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The China bear narrative has kicked into full gear from the front page of the Wall Street Journal’s dire warnings to the constant chatter on financial television about the chilling impact on the global economy.

The glass half empty argument is straight forward: GDP came in at 9% - significantly below growth levels in previous quarters and below consensus estimates. Industrial Output is cooling -something that the commodities markets (particularly copper) have already been telling us for months, and the global slowdown is hurting Chinese exporters. Today the Ministry of Finance announced increases in export rebates for manufactures of consumer products like textiles and toys to help offset slowing demand from the US & EU. A bleak picture.

Our, somewhat contrarian view is that all of this signifies a shift in the nature and trajectory of Chinese growth, but not its direction. Retail sales held in strong for September as both consumer and producer inflations levels came down. It looks clear to us that China’s economy will redirect towards domestic consumption as its primary driver. This transition will not be without hiccups - greater seasonality and more modest near-term growth rates for starters, but it should also enjoy the benefits of a more diversified base and the potential for sustained long-term growth as domestic consumer markets in the central and western provinces continue to develop.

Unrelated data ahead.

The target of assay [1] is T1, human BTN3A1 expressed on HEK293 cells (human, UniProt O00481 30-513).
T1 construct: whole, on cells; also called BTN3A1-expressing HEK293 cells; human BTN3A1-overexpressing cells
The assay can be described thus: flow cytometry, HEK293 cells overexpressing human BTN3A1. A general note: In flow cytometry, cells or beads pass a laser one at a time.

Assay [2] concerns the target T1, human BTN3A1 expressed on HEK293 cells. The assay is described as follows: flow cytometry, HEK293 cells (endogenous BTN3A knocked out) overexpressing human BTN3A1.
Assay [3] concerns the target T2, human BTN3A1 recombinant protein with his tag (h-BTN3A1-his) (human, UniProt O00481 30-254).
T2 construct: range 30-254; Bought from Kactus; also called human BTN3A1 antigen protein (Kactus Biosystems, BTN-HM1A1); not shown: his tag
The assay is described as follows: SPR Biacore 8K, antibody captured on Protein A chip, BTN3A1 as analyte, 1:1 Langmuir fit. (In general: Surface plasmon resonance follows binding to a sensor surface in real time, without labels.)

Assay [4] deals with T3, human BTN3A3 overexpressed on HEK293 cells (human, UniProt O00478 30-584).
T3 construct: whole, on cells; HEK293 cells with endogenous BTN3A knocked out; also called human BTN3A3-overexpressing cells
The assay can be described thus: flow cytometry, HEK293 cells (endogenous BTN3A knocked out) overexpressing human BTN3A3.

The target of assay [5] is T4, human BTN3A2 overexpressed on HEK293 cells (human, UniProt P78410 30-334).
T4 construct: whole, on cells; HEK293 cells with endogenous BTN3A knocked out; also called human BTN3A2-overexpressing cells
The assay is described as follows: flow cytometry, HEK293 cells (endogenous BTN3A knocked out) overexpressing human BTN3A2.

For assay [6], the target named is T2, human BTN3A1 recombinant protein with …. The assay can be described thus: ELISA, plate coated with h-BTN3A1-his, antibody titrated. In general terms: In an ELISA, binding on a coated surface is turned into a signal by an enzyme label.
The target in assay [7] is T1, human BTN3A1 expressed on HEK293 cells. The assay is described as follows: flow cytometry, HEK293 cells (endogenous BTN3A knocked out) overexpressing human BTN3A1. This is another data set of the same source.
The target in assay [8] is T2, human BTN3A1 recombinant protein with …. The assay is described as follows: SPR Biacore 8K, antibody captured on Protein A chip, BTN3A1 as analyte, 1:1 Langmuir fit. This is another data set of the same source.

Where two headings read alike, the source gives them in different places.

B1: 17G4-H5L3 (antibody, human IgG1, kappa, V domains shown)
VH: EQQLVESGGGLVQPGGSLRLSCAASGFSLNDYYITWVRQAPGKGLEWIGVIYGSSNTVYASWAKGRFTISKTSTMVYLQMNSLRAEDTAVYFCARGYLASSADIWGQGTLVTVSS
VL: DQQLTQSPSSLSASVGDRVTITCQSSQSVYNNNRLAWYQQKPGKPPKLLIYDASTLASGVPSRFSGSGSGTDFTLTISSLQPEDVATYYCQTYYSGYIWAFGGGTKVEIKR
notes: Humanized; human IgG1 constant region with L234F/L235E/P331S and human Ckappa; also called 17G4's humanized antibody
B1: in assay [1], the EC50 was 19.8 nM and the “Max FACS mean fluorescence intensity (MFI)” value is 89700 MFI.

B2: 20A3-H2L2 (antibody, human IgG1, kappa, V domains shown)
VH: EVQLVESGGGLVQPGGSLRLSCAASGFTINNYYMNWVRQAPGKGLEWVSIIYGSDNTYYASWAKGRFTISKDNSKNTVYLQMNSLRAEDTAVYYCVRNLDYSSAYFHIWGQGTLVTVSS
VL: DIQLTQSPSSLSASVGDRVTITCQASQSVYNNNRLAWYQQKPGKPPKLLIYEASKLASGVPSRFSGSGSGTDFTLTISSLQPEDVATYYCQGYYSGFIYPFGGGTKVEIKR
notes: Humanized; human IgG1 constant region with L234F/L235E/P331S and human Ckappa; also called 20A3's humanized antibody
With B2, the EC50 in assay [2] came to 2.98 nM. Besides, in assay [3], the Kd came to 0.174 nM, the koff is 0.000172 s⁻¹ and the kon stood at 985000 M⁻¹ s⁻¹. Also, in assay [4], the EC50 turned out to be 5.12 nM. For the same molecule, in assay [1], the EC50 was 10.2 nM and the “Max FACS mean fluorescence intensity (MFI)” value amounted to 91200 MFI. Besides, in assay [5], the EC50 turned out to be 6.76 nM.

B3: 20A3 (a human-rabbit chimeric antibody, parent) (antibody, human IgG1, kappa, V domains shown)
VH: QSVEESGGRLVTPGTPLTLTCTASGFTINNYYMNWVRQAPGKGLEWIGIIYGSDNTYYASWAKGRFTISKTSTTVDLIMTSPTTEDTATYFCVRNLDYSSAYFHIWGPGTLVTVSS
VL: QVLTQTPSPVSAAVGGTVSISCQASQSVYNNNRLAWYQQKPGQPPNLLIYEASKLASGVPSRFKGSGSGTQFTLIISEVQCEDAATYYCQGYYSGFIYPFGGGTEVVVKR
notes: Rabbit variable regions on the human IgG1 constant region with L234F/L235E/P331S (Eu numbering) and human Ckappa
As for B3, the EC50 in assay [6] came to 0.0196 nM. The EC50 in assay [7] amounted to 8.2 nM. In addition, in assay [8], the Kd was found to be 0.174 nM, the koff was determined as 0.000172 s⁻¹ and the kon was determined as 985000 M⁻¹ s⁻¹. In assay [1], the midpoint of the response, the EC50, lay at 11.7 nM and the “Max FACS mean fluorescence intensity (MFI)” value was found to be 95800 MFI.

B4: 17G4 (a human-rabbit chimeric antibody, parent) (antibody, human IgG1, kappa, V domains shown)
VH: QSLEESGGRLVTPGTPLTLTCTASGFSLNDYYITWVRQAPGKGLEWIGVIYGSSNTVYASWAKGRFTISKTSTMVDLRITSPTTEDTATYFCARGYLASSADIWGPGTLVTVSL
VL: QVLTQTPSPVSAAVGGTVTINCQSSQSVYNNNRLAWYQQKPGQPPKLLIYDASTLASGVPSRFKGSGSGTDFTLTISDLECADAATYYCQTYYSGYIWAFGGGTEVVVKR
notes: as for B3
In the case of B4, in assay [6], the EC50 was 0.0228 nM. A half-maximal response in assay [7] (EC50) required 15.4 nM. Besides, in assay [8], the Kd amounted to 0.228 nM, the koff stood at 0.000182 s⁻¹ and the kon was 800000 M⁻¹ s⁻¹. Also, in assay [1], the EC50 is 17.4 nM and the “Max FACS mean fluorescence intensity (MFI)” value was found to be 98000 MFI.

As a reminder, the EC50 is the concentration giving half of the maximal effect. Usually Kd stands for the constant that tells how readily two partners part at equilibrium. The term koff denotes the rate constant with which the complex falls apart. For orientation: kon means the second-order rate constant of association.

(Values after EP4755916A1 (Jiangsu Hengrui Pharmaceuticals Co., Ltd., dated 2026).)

Currently we are continuing to hold our FXI position although it is almost 4% below our entry point. We often find ourselves taking a contrarian stance, but that is not because we seek it out. If the fundamental data points for our China thesis deteriorate than we will adjust our opinion, but for now the glass appears more than half full to us.

Andrew Barber